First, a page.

Russell T Davies weighs in on long-awaited Queer as Folk reboot
Author: Josh Milton
British television screenwriter and director Russell T Davies. (Colin McPherson/Corbis/ Getty)
British television producer Russell T Davies has praised the Queer as Folk reboot for bringing the show to a whole new generation of LGBTQ+ people.
Queer as Folk, the defiantly queer show that premiered in 1999, chronicled the lives and loves of three gay men in Manchester, England.
Davies’ Channel 4 show was a hit, to say the least, and offered countless queer Brits in the throes of Section 28 a brief respite. While a noughties American spin-off brought the sex and sweat to the States.
But keeping at pace with the deeper, more inclusive LGBTQ+ stories of today, a second American spin-off will be released this year. Set in New Orleans, Louisiana, the show will explore how the haunting Pulse nightclub shooting of 2016 shook the lives of a group of queer friends.
For Davies, 59, the show being brought back to TV screens for the third time is a humbling experience.
“It’s the ultimate compliment, really, to think that this lovely old title lives on,” the It’s a Sin screenwriter told Attitude magazine. “But the past is irrelevant. It’s much more important that Queer as Folk exists now, speaking to 2022.”
The eight-part show, slated for a release in the UK 1 July, was written and directed by Canadian producer Stephen Dunn.
Davies said he couldn’t have imagined anyone else bringing the pioneering programme to the modern-day than Dunn.
“He wasn’t interested in nostalgia — like any good writer, he had things to say about today!” Davies said. “And he’s burnt them onto the screen. I’m delighted to have met a brand-new visionary and, I think, a lifelong friend.”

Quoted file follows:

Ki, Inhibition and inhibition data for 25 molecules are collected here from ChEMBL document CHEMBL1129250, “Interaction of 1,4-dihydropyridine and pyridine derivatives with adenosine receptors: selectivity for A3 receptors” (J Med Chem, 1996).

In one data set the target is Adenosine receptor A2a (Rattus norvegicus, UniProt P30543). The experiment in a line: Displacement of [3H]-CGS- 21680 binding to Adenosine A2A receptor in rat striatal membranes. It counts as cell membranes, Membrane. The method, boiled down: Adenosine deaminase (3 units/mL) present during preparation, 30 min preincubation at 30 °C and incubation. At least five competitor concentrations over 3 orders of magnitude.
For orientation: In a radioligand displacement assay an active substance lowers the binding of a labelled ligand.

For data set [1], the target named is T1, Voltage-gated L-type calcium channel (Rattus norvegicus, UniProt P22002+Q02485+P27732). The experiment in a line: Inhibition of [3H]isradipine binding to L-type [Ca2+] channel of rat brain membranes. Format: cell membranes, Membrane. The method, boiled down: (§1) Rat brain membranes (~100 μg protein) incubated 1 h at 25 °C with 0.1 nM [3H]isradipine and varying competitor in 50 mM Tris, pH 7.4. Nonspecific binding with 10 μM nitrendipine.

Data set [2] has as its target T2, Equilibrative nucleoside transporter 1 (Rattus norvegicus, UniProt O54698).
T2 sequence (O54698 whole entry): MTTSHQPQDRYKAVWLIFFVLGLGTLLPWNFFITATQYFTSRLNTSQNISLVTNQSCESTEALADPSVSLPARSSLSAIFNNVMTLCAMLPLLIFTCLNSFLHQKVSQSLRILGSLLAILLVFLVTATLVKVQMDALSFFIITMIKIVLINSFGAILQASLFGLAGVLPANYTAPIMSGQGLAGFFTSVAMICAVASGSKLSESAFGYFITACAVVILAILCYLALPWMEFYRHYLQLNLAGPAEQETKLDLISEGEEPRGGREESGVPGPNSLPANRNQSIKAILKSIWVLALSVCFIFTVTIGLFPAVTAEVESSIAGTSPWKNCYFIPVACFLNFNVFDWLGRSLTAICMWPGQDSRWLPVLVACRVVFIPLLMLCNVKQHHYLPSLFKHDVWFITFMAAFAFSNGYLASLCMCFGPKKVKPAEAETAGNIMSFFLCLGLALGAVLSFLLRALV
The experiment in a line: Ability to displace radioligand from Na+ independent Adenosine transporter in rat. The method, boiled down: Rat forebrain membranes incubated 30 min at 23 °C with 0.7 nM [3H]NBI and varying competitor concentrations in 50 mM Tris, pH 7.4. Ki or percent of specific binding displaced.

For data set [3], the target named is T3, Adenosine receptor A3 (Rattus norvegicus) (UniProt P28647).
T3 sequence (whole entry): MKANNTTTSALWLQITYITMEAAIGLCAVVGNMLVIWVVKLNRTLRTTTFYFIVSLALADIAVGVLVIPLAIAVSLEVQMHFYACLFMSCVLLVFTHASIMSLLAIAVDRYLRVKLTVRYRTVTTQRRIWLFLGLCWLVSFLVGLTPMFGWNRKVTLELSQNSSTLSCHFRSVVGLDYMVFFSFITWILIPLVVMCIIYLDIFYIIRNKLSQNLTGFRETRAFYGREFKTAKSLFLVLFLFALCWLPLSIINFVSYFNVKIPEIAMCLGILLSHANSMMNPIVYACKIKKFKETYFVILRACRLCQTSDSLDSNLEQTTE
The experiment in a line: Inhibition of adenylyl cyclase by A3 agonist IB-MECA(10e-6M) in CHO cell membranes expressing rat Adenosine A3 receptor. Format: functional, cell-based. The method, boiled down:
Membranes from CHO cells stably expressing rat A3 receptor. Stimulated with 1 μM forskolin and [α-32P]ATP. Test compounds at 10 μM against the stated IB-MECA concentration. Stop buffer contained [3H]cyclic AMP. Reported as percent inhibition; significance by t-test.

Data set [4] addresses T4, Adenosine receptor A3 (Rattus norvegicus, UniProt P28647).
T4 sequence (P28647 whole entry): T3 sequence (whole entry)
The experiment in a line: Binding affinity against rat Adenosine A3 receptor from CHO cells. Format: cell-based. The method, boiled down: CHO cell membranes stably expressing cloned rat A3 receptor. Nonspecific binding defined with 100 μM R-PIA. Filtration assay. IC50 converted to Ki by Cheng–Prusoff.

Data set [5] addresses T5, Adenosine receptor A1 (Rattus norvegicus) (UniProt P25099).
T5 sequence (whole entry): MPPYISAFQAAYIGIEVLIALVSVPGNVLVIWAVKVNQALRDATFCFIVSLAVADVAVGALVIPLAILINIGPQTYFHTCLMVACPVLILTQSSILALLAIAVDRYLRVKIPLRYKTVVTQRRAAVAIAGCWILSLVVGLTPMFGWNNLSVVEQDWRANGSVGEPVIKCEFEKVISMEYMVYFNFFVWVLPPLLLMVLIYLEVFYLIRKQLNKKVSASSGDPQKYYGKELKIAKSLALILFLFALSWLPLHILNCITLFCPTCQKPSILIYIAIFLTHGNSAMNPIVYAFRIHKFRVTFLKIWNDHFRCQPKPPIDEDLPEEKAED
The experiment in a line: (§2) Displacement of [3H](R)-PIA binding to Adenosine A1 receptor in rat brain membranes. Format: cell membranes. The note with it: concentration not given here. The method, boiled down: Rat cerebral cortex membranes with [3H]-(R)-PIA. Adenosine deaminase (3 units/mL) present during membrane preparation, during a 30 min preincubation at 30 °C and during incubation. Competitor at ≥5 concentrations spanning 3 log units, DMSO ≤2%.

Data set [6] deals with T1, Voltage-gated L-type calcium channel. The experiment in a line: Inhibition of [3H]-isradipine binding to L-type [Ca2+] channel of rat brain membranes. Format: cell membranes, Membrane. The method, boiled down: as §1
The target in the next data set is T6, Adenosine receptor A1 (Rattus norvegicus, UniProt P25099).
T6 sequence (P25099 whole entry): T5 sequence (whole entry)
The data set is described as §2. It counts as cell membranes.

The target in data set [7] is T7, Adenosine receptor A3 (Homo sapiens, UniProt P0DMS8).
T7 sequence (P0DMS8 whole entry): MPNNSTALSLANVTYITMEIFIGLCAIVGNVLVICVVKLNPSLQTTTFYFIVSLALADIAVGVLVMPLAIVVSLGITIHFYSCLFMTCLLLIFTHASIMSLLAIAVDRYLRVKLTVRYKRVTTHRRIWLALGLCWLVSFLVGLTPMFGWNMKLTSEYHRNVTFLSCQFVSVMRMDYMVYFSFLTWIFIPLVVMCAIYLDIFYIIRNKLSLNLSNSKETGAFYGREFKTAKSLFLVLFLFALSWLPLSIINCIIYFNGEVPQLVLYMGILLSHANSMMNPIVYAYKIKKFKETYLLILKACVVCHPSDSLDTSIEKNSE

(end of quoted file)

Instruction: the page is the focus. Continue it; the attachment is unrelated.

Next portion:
In one of the deadliest mass shootings in American history, a man laid siege to Pulse, a popular queer nightclub in Orlando, Florida, killing 49 and wounding dozens.
But the story of how the shooting unfolded is not one Dunn wanted to show.
Instead, Queer as Folk will be the story of how a community left reeling from a grisly attack sought to rebuild and reunite, the 33-year-old told Attitude
“It wasn’t because I wanted to tell the story of the shooting. We don’t actually see the shooting, the shooter’s face, any violence at all,” he said.
“What we do see is what it’s like to rebuild, recover. Pulse is a very specific event that happened to the Latinx community in Orlando, but the ripple effect was felt worldwide.
“In a way, it unified queer people at a time when it felt we’d been very divided. That’s the story I wanted to tell. ‘How do we be more inclusive?’ That was grounds to revive this iconic and meaningful title.”
Peacock’s Queer as Folk will be led by Devin Way as Brodie, Fin Argus as Mingus, Jesse James Keitel as Ruthie, CG as Shar, Johnny Sibilly as Noah and Ryan O’Connell as Julian. Pathbreaking actor Jesse James Keitel, who became the first non-binary actor to play a non-binary character on primetime TV, will play Ruthie.
A constellation of guest stars will also appear in the first season, from the Sex and the City star and Nintendo enthusiast Kim Cattrall to deaf activist and model Nyle DiMarco.
O’Connell’s character in the show gets to know DiMarco on a pretty, well, deep level, he told Attitude. “I’d met him a few times before. We’d worked out at the same gym — that’s why we have the same body!” he said.
“He was a delight to work with. Sex scenes are never fun to do; they require a certain level of trust and vulnerability.
“But I felt totally safe with him. We made it fun, or as fun as it could be. He’s sweet, funny, smart. It’s so rude.
“I’m like: ‘How dare you be a model and a good person, and crazy intelligent and witty!’ It’s like: ‘F**k off!’”
Actual Story on Pink News
Author: Josh Milton